Events can be taxing on the mind and the body, for attendees and especially organizers.
In 2018, Dave Stevens was having brunch with a friend when the topic came up. “Why don’t we meet healthier?” They asked themselves. “It’s not that hard. I just don’t think people know how.”
Since then, Stevens has made it a mission to educate industry professionals on the benefits of incorporating health and wellness into events as an independent consultant, speaker, and host of the Youtube series Return on Wellness. At data.world, where he’s director of field marketing and global events, he designs online and offline meetups to give weight to three pillars of well-being: mindfulness, movement, and meals.
Stevens’ own “fitness journey”—as he calls it—began around 2007, during a period of events-induced burnout. As an experiential tour manager, he was on the road so often that he didn’t own an apartment.
“I was not healthy, I was not fit,” he recalls. “I would work ridiculously long days, make no time for myself. Really the typical planner experience.”
Once Stevens began changing his lifestyle, he realized he was more alert at work. He was sharper and more creative.
Stevens’ personal and professional paths eventually merged when he joined 24 Hour Fitness as a manager of meetings and events. Catering to a fitness-focused audience, he learned the nuances of health and wellness-oriented planning. Creating a nutritious and inclusive menu is one thing, for example—making one for a crowd of body-builders is another.
“And that was just part of the brand, so it made sense to be part of the meeting, to help support people with their personal goals,” he reasons.
Fitness wasn’t exactly part of the brand at b2b enterprise software company Alation, where Stevens joined in 2017. Luckily, he found a supporter in the company’s VP of marketing.
“Let’s do engaging stuff, let’s tell stories. Let’s not just do events,”
Stevens recounts her encouraging him. Placing her trust in his judgment would prove a wise decision when the pandemic hit.
For most people, health was never more top-of-mind nor higher priority than during the early days of the pandemic. Alation’s digital events stood apart in their emphasis on well-being. Amid the glut of Zoom food and wine tastings, Stevens’ team offered guided meditation sessions and workouts. “There was an openness to new things,” Stevens says of the uniformly positive reception by attendees.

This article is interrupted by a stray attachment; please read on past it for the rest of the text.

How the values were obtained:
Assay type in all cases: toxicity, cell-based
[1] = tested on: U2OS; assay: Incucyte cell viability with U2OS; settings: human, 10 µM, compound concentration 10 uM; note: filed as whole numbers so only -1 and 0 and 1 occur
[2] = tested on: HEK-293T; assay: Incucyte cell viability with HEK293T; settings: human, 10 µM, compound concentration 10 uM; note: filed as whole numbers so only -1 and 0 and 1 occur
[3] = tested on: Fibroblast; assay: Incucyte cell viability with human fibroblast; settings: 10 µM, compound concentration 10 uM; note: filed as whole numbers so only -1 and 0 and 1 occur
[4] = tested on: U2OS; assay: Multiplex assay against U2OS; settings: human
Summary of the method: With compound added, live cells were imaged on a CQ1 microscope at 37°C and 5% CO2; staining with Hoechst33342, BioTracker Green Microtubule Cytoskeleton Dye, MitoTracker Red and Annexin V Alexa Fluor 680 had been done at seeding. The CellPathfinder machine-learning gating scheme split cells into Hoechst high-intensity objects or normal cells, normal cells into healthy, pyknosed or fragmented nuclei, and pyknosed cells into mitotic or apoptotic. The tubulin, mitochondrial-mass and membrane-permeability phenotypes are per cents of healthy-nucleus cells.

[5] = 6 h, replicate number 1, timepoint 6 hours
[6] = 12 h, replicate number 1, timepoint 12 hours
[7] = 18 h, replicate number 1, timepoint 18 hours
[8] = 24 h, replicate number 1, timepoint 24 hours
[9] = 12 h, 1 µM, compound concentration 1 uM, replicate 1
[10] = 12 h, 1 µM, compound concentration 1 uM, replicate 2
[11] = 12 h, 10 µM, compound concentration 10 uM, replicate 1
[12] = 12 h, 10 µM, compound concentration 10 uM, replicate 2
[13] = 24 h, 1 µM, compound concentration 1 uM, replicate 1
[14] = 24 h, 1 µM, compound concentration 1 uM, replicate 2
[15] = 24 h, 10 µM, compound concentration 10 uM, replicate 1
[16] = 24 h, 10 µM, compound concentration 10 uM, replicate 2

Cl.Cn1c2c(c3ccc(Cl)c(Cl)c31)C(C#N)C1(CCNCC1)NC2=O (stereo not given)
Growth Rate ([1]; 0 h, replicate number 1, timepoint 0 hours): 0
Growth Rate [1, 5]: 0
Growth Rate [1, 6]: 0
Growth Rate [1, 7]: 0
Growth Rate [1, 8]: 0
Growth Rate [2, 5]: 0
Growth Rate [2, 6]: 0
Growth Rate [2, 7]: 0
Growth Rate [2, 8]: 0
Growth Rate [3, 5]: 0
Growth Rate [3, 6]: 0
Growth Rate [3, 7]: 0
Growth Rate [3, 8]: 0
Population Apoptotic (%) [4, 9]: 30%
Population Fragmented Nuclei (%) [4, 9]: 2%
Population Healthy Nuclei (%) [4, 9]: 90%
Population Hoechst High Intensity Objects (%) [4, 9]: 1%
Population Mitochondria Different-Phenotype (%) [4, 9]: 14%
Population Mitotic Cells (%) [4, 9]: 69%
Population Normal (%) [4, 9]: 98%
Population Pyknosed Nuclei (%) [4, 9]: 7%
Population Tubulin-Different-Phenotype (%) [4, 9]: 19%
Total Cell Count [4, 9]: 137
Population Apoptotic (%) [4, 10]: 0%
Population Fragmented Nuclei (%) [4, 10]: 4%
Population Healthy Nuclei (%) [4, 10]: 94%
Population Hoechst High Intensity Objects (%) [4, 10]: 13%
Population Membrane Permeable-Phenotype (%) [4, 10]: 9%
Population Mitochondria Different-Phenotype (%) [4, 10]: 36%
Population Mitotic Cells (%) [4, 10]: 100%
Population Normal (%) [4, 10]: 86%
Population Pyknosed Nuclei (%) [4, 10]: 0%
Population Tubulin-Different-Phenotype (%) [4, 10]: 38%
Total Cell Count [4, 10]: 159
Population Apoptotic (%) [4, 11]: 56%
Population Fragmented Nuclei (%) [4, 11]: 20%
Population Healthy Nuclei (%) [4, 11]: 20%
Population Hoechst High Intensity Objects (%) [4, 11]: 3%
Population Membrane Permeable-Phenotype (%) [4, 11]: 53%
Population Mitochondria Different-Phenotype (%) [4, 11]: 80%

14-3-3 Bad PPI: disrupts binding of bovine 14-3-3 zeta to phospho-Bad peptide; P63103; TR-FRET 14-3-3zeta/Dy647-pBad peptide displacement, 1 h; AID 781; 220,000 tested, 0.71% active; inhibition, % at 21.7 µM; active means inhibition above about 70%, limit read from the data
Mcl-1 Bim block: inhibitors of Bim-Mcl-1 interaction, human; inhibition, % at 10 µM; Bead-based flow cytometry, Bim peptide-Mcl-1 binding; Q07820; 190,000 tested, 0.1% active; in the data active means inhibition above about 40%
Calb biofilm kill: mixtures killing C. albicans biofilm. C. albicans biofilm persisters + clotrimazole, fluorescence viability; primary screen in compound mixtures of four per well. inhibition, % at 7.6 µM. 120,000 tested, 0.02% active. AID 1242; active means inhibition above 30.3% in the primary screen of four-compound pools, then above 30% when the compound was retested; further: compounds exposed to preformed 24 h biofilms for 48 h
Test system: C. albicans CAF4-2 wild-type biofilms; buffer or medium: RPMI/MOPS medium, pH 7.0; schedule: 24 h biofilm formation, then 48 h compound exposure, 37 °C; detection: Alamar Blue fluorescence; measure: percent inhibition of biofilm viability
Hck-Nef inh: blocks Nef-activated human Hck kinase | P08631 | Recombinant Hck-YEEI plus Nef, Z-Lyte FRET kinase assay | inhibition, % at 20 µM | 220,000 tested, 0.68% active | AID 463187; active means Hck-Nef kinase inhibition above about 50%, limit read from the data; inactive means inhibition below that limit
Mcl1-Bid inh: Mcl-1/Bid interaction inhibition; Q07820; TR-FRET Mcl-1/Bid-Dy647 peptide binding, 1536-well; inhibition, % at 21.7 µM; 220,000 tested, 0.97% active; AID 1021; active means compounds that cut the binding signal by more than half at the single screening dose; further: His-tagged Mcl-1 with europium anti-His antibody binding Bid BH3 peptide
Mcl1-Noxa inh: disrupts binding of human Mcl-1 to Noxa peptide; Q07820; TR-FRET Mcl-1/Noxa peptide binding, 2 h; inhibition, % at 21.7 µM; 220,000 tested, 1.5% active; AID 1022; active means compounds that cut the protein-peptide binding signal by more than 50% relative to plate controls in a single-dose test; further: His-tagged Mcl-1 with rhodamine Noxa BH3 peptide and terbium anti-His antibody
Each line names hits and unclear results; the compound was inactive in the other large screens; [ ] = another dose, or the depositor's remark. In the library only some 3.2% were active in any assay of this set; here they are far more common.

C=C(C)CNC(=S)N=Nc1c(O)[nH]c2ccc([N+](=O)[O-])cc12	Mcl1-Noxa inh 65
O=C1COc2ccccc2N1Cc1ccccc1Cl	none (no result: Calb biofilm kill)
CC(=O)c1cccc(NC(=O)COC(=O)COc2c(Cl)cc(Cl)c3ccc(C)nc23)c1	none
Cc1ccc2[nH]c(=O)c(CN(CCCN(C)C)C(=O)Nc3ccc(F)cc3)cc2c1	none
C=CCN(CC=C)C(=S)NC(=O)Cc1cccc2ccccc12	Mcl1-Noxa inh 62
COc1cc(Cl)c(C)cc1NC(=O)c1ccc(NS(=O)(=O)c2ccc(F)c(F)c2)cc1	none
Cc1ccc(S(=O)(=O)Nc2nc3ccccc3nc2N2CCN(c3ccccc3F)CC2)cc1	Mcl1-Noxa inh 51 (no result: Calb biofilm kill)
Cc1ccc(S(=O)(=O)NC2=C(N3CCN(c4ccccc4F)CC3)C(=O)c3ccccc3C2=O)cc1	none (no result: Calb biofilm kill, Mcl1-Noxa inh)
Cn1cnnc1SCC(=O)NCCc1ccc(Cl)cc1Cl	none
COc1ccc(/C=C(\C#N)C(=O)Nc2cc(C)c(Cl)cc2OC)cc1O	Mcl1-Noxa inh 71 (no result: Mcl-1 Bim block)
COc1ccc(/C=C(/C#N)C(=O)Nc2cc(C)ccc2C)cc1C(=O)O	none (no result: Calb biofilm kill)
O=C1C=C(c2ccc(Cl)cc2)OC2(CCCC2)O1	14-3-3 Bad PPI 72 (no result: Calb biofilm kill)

Health and wellness was intrinsic to the revamped events strategy.
“We would be mindful of what it’s like to sit and watch a laptop for hours on end,”
Stevens elaborates, noting that digital events would include frequent breaks for movement or networking and that sessions were capped at 20 minutes. “Things of that nature really make an impact on people,” he attests.
Stevens proposed his tried and true formula for healthier events—mindfulness, movement, and meals—in a 2022 white paper co-authored with several like-minded peers including an M.D. and certified nutritionist. The paper titled “Increase ROI by Increasing Wellness” provides data-backed recommendations on ensuring that attendees’ physical and mental needs are being cared for, through considerations and practices such as allowing time to unplug and hosting morning aerobics. A list of “brain foods” to include in snacks and meals is included.
If there’s a golden rule in Stevens’ playbook, it’s to practice self-care. When addressing event professionals, he’s apt to use an airplane oxygen mask as a metaphor.
“When you’re on a plane, they say, ‘put on your own mask before you can help others,’” he explains. “So we’ve got to do the same thing. We have to take care of ourselves, otherwise, we can’t take care of others.”